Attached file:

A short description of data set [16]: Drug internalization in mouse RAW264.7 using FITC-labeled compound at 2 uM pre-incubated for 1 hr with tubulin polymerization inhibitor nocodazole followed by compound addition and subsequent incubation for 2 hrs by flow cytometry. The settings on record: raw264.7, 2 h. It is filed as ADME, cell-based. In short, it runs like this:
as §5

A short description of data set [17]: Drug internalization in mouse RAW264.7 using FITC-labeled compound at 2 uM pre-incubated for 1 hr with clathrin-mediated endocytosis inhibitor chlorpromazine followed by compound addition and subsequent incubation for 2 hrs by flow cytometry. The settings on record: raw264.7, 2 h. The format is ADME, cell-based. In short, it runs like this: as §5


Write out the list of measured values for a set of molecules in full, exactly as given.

A short description of data set [16]: Drug internalization in mouse RAW264.7 using FITC-labeled compound at 2 uM pre-incubated for 1 hr with tubulin polymerization inhibitor nocodazole followed by compound addition and subsequent incubation for 2 hrs by flow cytometry. The settings on record: raw264.7, 2 h. It is filed as ADME, cell-based. In short, it runs like this:
as §5

A short description of data set [17]: Drug internalization in mouse RAW264.7 using FITC-labeled compound at 2 uM pre-incubated for 1 hr with clathrin-mediated endocytosis inhibitor chlorpromazine followed by compound addition and subsequent incubation for 2 hrs by flow cytometry. The settings on record: raw264.7, 2 h. The format is ADME, cell-based. In short, it runs like this: as §5